Sebastian sunning himself on his ramp

Sebastian sunning himself on his ramp

They Have a Stubborn, Independent Nature

Before rescuing my dachshund, I did some research. I saw the words “stubborn” and “independent” listed on many dog breeds in the many books I collected on dogs. This seemed to have a high correlation with being difficult to house train. According to Almost Home Rescue, the independence that served dachshunds well as hunters is not only related to housebreaking difficulties, but associated with excessive barking as well.

I’d have to say guilty on both counts at our house. One of Sebastian’s favorite pastimes is going to the backyard to bark. And housebreaking? Well, let’s just say it became a necessity to have my own steam cleaner.

Sebastian recovering from surgery.  He was walking normally within 5 days.

Sebastian recovering from surgery. He was walking normally within 5 days.

Sebastian is no longer allowed on the couch.

Sebastian is no longer allowed on the couch.

They Are Vulnerable to Back Injury

I had a friend who had several dachshunds over the years. He warned me about the back issues, but I guess I didn’t think it would happen to Sebastian for some miraculous reason. Magical thinking perhaps?!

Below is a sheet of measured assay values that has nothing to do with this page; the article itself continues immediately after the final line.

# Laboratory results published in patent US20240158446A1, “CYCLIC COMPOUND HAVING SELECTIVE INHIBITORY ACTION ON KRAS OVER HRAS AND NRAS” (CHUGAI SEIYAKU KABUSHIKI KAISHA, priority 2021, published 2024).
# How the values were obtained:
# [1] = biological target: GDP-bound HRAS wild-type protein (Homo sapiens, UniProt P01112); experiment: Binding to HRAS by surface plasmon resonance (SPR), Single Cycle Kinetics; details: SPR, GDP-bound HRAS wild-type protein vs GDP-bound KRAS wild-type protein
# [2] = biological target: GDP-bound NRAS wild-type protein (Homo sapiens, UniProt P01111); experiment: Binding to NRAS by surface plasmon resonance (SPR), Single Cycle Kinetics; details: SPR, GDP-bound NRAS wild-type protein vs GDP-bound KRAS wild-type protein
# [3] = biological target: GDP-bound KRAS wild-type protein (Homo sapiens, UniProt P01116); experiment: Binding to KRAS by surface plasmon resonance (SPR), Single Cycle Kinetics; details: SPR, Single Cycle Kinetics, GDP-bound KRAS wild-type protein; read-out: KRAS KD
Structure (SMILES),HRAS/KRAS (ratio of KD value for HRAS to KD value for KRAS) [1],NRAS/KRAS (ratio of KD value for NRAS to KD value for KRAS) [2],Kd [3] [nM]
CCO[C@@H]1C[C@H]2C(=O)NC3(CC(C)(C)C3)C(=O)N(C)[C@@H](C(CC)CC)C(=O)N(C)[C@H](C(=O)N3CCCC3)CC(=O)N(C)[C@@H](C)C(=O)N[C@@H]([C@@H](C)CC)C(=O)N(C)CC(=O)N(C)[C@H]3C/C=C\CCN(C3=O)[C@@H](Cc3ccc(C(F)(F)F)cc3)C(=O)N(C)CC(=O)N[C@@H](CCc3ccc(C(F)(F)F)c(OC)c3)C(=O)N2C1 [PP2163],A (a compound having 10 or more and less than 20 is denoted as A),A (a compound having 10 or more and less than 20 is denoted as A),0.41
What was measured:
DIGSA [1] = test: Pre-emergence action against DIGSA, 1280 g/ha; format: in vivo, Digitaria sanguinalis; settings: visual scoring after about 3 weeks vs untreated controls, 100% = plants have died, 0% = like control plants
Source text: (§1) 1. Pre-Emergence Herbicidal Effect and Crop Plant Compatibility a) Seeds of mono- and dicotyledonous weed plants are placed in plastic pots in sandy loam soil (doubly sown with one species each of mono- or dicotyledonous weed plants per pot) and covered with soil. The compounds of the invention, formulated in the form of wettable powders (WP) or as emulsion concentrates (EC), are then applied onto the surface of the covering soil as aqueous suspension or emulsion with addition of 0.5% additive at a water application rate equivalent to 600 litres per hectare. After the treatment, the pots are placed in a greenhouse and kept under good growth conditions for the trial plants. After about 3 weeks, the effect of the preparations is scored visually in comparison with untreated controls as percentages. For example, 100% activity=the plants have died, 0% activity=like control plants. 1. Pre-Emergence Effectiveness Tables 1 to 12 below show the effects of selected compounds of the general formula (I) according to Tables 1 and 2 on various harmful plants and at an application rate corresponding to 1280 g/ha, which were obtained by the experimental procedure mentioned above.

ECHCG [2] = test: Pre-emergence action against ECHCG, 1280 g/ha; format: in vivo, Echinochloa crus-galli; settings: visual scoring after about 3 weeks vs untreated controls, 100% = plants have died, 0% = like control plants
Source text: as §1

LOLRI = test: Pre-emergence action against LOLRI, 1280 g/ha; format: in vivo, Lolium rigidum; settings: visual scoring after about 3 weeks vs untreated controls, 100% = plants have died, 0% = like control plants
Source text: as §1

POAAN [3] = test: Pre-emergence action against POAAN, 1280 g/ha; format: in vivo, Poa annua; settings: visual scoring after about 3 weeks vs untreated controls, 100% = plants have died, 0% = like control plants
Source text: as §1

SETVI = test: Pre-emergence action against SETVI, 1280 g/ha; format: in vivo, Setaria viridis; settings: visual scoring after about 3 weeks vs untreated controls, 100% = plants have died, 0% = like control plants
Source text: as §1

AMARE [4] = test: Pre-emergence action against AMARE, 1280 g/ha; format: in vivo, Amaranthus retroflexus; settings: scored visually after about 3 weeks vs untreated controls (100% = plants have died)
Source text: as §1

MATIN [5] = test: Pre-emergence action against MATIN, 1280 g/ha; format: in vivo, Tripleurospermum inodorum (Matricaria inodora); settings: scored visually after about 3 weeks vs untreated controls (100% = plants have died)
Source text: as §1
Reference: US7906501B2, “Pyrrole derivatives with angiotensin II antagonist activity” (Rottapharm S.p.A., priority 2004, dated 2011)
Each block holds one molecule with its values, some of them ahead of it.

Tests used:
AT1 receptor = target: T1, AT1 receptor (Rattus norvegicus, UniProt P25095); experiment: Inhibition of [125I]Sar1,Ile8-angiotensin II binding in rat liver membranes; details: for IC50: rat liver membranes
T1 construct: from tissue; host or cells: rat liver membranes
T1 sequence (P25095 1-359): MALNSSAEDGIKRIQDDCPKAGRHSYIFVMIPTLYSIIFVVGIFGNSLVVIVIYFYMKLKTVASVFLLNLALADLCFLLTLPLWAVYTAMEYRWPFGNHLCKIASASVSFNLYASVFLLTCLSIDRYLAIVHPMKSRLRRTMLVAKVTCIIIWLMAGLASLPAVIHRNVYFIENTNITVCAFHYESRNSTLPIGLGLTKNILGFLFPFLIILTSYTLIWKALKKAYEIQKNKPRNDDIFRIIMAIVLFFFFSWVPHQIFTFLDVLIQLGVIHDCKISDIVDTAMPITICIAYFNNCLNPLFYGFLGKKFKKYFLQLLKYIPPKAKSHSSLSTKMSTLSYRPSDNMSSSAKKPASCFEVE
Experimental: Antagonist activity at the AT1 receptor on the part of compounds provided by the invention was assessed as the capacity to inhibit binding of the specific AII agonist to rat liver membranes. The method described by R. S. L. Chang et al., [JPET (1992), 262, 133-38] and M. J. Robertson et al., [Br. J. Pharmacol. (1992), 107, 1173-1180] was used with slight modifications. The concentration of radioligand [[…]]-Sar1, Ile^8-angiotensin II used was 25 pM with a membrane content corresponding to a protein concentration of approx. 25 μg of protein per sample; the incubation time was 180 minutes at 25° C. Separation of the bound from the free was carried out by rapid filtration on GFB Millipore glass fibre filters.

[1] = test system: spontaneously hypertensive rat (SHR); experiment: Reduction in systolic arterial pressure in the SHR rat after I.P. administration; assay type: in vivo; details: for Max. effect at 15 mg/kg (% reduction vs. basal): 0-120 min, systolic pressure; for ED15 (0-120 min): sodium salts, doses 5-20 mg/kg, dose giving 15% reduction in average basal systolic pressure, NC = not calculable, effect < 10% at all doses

I remember meeting some buttinski veterinarian at some social gathering, who felt compelled to say “not if, but when” in regard to severe back problems when he found out I had a dachshund. I could have peed in his coffee.

I guess Sebastian had his back surgery about a year and a half after I got him, at about five years old. He became essentially paralyzed in his hind legs in a pretty short period of time. The whole shebang- MRI, surgery, and post-op care- was over $3000, and that was after my $500 military discount.

Looking back, I wonder why the All Texas Dachshund Rescue representative didn’t say anything to me about back precautions. I had to have a home visit interview before I was allowed to adopt. She was impressed with our chicken wire fence, and with our doggie steps, which we had to each of our beds for our spaniel, Hope.

We also had steps to the couch. All the steps are gone now, and regrettably, Sebastian is no longer allowed on the bed or couch. He would use the steps to go up because that was the only way he could get up. Unfortunately, however, he jumped down more often than not.